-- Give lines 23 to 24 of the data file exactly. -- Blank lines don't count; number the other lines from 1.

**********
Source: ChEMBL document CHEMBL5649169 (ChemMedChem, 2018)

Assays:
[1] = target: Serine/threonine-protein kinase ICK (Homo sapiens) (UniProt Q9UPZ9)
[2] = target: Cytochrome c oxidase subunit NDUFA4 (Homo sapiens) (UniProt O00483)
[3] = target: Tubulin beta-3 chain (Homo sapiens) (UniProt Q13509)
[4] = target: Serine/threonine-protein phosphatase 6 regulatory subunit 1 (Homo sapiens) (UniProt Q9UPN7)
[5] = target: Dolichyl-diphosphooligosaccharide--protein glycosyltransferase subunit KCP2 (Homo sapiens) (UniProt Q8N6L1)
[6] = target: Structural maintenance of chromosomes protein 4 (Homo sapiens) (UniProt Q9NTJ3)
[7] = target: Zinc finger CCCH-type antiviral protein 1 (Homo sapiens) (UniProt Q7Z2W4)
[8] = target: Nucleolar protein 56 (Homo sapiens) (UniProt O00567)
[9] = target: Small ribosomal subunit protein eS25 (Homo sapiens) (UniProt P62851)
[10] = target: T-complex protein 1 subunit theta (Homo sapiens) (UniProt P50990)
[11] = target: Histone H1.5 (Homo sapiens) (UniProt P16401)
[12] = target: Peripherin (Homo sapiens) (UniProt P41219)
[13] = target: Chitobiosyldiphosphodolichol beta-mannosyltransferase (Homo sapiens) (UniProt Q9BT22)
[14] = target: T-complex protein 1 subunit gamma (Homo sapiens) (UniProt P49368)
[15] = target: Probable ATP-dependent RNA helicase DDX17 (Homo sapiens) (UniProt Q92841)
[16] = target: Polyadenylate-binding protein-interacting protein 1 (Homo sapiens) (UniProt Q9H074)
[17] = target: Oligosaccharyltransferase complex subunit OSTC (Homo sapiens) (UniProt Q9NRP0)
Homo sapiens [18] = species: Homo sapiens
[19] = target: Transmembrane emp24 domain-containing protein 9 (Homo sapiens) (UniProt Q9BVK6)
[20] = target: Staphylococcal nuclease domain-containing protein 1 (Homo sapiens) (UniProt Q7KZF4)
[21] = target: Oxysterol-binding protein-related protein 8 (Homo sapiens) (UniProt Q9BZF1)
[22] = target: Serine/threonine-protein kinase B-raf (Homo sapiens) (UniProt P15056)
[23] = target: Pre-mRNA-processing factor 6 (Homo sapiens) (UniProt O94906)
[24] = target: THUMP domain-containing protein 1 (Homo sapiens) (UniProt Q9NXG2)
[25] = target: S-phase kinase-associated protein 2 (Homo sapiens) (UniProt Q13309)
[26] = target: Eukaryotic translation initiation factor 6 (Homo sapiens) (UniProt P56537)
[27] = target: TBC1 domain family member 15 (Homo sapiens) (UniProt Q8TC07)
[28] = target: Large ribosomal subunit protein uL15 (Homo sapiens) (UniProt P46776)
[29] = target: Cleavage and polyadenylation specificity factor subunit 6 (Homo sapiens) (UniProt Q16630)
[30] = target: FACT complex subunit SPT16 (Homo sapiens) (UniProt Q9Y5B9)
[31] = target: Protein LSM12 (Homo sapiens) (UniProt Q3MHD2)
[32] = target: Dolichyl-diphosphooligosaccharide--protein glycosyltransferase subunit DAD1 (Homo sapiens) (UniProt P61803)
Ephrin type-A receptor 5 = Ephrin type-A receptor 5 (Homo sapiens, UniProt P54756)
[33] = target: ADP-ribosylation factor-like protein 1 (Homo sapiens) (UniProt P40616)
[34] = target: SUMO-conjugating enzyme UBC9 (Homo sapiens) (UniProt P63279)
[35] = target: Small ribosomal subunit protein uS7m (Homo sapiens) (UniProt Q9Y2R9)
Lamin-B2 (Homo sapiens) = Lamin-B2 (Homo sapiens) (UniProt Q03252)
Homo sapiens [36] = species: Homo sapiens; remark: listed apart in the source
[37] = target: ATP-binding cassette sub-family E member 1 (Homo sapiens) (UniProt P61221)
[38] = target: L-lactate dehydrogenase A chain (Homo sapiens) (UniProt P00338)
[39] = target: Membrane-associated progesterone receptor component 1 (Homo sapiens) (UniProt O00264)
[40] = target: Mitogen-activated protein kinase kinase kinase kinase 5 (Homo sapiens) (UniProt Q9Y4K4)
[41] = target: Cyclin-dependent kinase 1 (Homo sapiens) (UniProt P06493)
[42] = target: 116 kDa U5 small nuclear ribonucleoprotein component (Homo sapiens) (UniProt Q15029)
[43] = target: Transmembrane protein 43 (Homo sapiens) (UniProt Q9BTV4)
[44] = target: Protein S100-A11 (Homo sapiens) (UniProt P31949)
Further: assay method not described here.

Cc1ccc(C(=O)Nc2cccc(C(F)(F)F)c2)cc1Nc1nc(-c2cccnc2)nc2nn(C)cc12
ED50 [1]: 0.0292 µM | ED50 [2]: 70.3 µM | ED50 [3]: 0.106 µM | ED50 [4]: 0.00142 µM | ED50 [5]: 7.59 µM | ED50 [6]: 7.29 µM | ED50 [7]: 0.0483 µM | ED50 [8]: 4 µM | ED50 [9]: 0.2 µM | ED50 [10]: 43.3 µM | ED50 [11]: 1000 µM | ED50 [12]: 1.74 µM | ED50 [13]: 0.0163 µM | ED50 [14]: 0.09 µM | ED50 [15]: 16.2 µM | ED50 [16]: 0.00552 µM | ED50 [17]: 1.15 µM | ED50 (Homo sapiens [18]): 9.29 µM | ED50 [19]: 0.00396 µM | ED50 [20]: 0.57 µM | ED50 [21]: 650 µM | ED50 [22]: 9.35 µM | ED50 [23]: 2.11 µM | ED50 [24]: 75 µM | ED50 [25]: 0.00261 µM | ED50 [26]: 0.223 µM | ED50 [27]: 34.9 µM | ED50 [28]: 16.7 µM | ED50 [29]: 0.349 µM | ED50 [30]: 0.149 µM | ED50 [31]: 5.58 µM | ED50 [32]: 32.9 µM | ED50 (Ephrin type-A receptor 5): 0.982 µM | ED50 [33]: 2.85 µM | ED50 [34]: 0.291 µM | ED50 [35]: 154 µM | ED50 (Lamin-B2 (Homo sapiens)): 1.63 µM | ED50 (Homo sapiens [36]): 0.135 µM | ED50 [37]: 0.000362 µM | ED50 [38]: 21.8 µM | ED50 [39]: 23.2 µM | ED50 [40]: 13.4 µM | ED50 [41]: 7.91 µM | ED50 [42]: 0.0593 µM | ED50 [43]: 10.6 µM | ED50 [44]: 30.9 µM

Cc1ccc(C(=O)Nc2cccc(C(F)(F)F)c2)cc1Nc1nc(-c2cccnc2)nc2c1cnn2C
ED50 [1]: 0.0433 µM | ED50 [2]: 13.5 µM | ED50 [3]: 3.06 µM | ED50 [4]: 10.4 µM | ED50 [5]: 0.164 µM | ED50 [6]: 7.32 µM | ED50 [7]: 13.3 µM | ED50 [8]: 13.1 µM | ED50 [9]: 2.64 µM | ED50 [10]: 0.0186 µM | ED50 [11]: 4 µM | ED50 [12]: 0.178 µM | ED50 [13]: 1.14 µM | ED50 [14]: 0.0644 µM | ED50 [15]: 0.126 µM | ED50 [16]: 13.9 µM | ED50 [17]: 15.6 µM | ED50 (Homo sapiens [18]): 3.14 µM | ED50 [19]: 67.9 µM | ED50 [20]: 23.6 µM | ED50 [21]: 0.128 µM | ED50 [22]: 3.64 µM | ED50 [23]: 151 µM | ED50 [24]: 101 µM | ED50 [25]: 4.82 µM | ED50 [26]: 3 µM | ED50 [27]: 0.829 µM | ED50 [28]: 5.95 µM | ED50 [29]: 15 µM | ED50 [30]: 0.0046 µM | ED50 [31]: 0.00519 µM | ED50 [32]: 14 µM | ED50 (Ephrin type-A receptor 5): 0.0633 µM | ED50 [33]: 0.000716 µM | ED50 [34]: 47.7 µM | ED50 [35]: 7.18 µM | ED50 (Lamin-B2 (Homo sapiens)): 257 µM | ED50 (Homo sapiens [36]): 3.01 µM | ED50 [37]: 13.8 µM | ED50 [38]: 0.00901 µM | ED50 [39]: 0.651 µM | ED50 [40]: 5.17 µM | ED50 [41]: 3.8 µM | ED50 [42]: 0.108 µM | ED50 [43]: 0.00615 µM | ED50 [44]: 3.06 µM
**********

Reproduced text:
[21] = target: Oxysterol-binding protein-related protein 8 (Homo sapiens) (UniProt Q9BZF1)
[22] = target: Serine/threonine-protein kinase B-raf (Homo sapiens) (UniProt P15056)